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Hey, I'm New

Hello there, my name is Jimmy Prescott and I'm a Christian. I found this site while I was writing a paper on my beliefs, and thought it would be interesting to join in on some blogs. I'm eighteen (senior in high school) and don't know TOO much, but believe that doubts should be followed to their logical conclusion, as is said in Timothy Keller's the Reason for God. After all, if my beliefs cannot stand up under pressure, then why would they be worth believing?? My only concern is that the posts that I've read through haven't seemed entirely civil, lol. Honestly, I earnestly believe that everyone is in need of salvation, and my true motivation, aside from learning effective apologetics, is to try and effectively show what I believe to be the truth. I look forward to talking with everyone here, as the members seem to have good reasoning skills and pretty good evidence for their cause.

Thanks - Jimmy


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Welcome what are your doubts

Welcome what are your doubts and may I have them.


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Hi Jimmy and welcome

 

Foxhound wrote:

Honestly, I earnestly believe that everyone is in need of salvation.

 

So you are saying that you believe being born human is a crime?

"Experiments are the only means of knowledge at our disposal. The rest is poetry, imagination." Max Planck


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Well, I'm pretty secure in

Well, I'm pretty secure in what I believe. I more meant that I wasnted to see what arguments were posed on the site, and if I knew enough of what I say I believe in order to face those doubts.


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well, crime is an intersting

well, crime is an intersting word for it. I believe that man is fallen, yes. we aren't operating the way that we were designed to- that's the problem


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Foxhound wrote:well, crime

Foxhound wrote:

well, crime is an intersting word for it. I believe that man is fallen, yes. we aren't operating the way that we were designed to- that's the problem

How is man fallen???? Sin ... the Greek harmateia ... missing the mark... crime.... fuel for the fires of hell.... same difference.  I would say that Christology rests upon a mistake and that is there was a fall. Genesis is an ancient myth. Salvation from what....Hell. Because two mythological narrative characters eat from the tree of knowledge of Good and Evil. 

 

 

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people have a sense of right

people have a sense of right and wrong, and we don't always do what we know to be right. obviously there's something wrong there in my opinion. There's a fall there, right. Missing the mark, as you said??


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Foxhound wrote:Hello there,

Foxhound wrote:
Hello there, my name is Jimmy Prescott and I'm a Christian. I found this site while I was writing a paper on my beliefs, and thought it would be interesting to join in on some blogs. I'm eighteen (senior in high school) and don't know TOO much, but believe that doubts should be followed to their logical conclusion, as is said in Timothy Keller's the Reason for God. After all, if my beliefs cannot stand up under pressure, then why would they be worth believing??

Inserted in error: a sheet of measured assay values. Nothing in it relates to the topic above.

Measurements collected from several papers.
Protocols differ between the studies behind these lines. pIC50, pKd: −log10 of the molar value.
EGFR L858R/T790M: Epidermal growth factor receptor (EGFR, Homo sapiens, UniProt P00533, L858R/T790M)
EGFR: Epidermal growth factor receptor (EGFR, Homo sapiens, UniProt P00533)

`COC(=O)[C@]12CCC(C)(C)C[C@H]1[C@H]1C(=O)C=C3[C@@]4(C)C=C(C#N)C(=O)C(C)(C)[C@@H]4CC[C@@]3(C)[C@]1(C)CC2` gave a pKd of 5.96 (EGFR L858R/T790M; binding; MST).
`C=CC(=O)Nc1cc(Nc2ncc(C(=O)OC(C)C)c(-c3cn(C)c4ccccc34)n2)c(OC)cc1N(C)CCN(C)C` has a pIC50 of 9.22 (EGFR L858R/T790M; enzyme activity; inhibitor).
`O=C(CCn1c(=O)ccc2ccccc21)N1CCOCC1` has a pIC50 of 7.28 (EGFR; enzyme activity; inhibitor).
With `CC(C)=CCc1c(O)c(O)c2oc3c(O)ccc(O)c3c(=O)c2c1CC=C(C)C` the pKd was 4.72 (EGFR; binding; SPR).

Hello. Welcome to the forum, Jimmy.

Foxhound wrote:
My only concern is that the posts that I've read through haven't seemed entirely civil, lol.

Lol. People here are not....entirely civil. Due to the topic of this forum, we're very lenient regarding insults and rudeness. I expect you'll get a response from redneF pretty soon.

If you're looking for a polite discussion, I recommend that you start a thread in the Kill 'em with Kindness sub-forum.

Foxhound wrote:
Honestly, I earnestly believe that everyone is in need of salvation, and my true motivation, aside from learning effective apologetics, is to try and effectively show what I believe to be the truth. I look forward to talking with everyone here, as the members seem to have good reasoning skills and pretty good evidence for their cause.

Thanks - Jimmy

Thanks for the respectful introduction.

So, do you have any questions to start us off? 

 

Our revels now are ended. These our actors, | As I foretold you, were all spirits, and | Are melted into air, into thin air; | And, like the baseless fabric of this vision, | The cloud-capped towers, the gorgeous palaces, | The solemn temples, the great globe itself, - Yea, all which it inherit, shall dissolve, | And, like this insubstantial pageant faded, | Leave not a rack behind. We are such stuff | As dreams are made on, and our little life | Is rounded with a sleep. - Shakespeare


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Foxhound wrote:people have a

Foxhound wrote:

people have a sense of right and wrong, and we don't always do what we know to be right. obviously there's something wrong there in my opinion. There's a fall there, right. Missing the mark, as you said??

No fall... free will perhaps. We evolved so we have competing interests with different parts of our brain,


 

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Thanks for the welcome,

Thanks for the welcome, sir Smiling There aren't any specific questions on my mind at the moment actually, I just sorta stumbled onto this site and wasn't really looking for answers to any particular questions. Anything that you might like to ask, though, since we're on the subject?


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I think

 

you might need to read Kohlberg's 5 stages of morality, Jimmy. Humans 'moral duty' to others in their social group says nothing whatever about the possibility of supernatural things being true.

Morality is a label used to describe a set of valuable social behaviours. These values can be demonstrated to be cultural and have the capacity to evolve. For instance, it is not considered immoral to drive a gigantic V8 car spewing carbon into the atmosphere just at present. But if global warming inundates a couple of helpless Pacific nations, it will be.